YOU’VE heard all the old jokes about Canberra’s endless roundabouts, but reports that exactly the same joke applies in Brasília confirm what many have long-suspected: these two cities are siblings.
“CityNews” arts writer Anni Doyle Wawrzynczak has just returned from a discovery tour of Brazil.
She hasn’t been travelling the jungles of the Amazon or sunning herself on the beach at Copacabana. Rather, in a carefully planned trip to the national capital, Brasília, she’s been looking into parallels between two utopian “built” capital cities.
“I found we were so similar but there are many differences too,” she says.
“Canberra and Brasília are the world’s only two purpose-built, from zero, planned national capitals,” she tells “CityNews”, “I became fascinated by this.”
The architects who designed Brasília, Lucio Costa, Oscar Niemeyer and Roberto Burke openly acknowledged their debt to Walter Burley Griffin’s prizewinning concept, but we never talk about it.
Forget the quarter-acre block of Canberra. That was an ideal conceived around the time of World War I when modern living meant having your own mini-bungalow, and it’s increasingly looking like a thing of the past.
Brasília, which went up much later, in the 1960s, sought to revolutionise living by setting aside a sector of “Super Quadra” apartments, innovatively laid out in blocks of four and larger groups, with their own shopping strips, bars and schools. Many of the walls are adorned with elaborate decorative tiles and the gardens feature tropical trees dropping mangoes.
Unlike Canberra, Brasília is sectorised, so that medical centres, hardware stores and electrical shops are in separate precincts.
“It all works though,” Anni tells us, “and it was delicious staying in a Super Quadra… I could hear sounds of music coming from the bars from my window.”
Mind you, just as the jokes would have it, for a while she couldn’t work out where she was.
“I found that this sense of endless circles is true – there are no corners… Brasília is built on two axes and everything emanates from that, but to get from one place to another they have what they call little scissors which are turning circles, endless circles.”
Anni is deep in a serious project, conceived while she was writing her doctorate at the ANU and thinking about the idea of the built city. She won the university’s CASS Humanities & Creative Arts ANU Press Prize and her ideas will soon be seen in the resulting book, “How Local Art Made Australia’s National Capital,” in process with ANU Press.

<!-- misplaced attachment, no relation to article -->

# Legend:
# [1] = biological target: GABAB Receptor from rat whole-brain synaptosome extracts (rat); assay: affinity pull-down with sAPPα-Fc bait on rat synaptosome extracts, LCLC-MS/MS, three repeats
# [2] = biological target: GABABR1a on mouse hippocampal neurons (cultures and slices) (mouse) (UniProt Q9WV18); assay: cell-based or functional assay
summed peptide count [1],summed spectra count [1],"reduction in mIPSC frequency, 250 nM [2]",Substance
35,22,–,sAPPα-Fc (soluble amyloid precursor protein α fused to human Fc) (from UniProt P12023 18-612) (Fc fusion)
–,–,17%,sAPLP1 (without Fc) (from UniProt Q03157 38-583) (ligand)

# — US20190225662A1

The idea of negotiating a sustainable cultural relationship between what she calls “our yet unofficial sister cities” was not entirely new. In 2001 curator Jane Barney had initiated an exchange between Brazilian artist Marta Penner and Canberra photographic artist Shane Breynard, then in 2013 Robyn Archer sent three Canberra rappers to Brasília to perform in the city’s CENA Contemporanea arts festival, making the point that our culture is of the here and now.
The opportunity for Anni to build a project arose in September 2017, she says, when the stars aligned. “CityNews” asked her to review an exhibition at the Brazilian Embassy. Anni headed for the show and an accompanying symposium and met the newly arrived Brazilian cultural attaché, Romero Maia, who walked her through the exhibition.
Two days later she had lunch with him and explained about her research. He in turn described Brasília and in particular his friend Christus Nobrega, an artist and professor. After meeting with David Broker at Canberra Contemporary Arts Space, a residency at CCAS was organised for Nobrega last November and he stayed with Anni.
“We spent hours and hours talking about Brasília and Canberra and I also helped him produce a project he dreamt of retracing the ‘Priscilla Queen of the Desert’ route into the Centre… I arranged trains, plane, buses, hotels and a water tanker to go into the desert to recreate a rainbow.”
The two quickly decided they should embark on a project involving two co-curators, two cities and two exhibitions. A Brazilian curator would take Canberra art to Brasília and Anni would bring Brazilian art to Canberra, both travelling backwards and forwards.
Speed was of the essence, so initially Anni self-funded a trip to Brasília, visiting ACT Arts Minister Gordon Ramsay before leaving to get in-principle support – “he was very responsive,” she says.
Then she got talking to ANU scholar Maya Haviland, who had won the ANU’s Translational Fellowship to explore cultural co-creativity. Haviland suggested Anni add education into the mix and invited her into her project.
Then it was off to Brasília in May and June, a whirlwind trip but resulting in indelible impressions. “In short, the arts and cultural doors of Brasília were flung open for me,” Anni says.